Once those organizational pieces were set, I moved on to finding ways to learn more about each teachers’ current knowledge and tech learning goals. This was accomplished through a mix of face-to-face meetings and a Google Form I created. Then I built another form for teachers to submit tech questions, resource requests, suggestions/ideas, and learning goals so they had a quick and easy way to communicate with me (and Google kindly organizes them all into a spreadsheet so I can keep track of it all!).

With this foundation, I began to plan specific projects with each grade to fit their goals and needs. It looks like we will be exploring Voicethread, ebooks, edublogs, typing and digital photography as part of different classroom projects to start the year!

Community Setup:

In addition to setting up my physical space and preparing systems and plans for the school year, I realized that I needed to learn more information about the school community. I would like my classroom community to mirror the larger practices of each grade and the school as a whole so that when students do come to the lab (versus me working with them in their classrooms), they feel that there is consistency in the expectations and rules.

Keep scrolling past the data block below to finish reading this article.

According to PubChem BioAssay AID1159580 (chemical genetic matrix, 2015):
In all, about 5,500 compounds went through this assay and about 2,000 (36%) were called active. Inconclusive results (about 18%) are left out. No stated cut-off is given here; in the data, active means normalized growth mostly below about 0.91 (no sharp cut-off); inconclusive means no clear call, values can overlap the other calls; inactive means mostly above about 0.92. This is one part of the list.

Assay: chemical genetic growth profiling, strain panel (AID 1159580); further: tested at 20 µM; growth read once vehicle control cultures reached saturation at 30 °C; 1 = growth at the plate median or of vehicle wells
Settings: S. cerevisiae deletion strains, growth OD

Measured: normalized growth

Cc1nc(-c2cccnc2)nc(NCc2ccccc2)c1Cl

Lab Rules

My rules for the computer lab

I visited different classrooms to get a sense of what their systems were and I read more about how Responsive Classroom practices (a school-wide initiative) are used in non-homeroom classes. I decided I would adopt at least one Responsive Classroom technique as part of my classroom rules (i.e., having children use a red cup to individually indicate they need help). I also appreciated the practice of having a morning message and hope to do that with children in the lab.

Mental Setup:

Finally, in preparing for the new school year, I discovered that it was important to also think about my “mental setup”. What goals, hopes, and dreams did I want to set for the year? What routines and systems did I want to create to help myself feel prepared and ready to engage in teaching and learning? I took some time to pause and reflect on my specific goals and record them in my professional development plan and I also identified people who could be mentors and allies to help me during my first year. With all of these setup pieces complete, I felt both calm and excited, a bit nervous to start, yet itching to begin and overall, optimistic about the beginning of a new school year and a new job. I’m looking forward to seeing what the year brings and sharing my teaching and learning journey here online.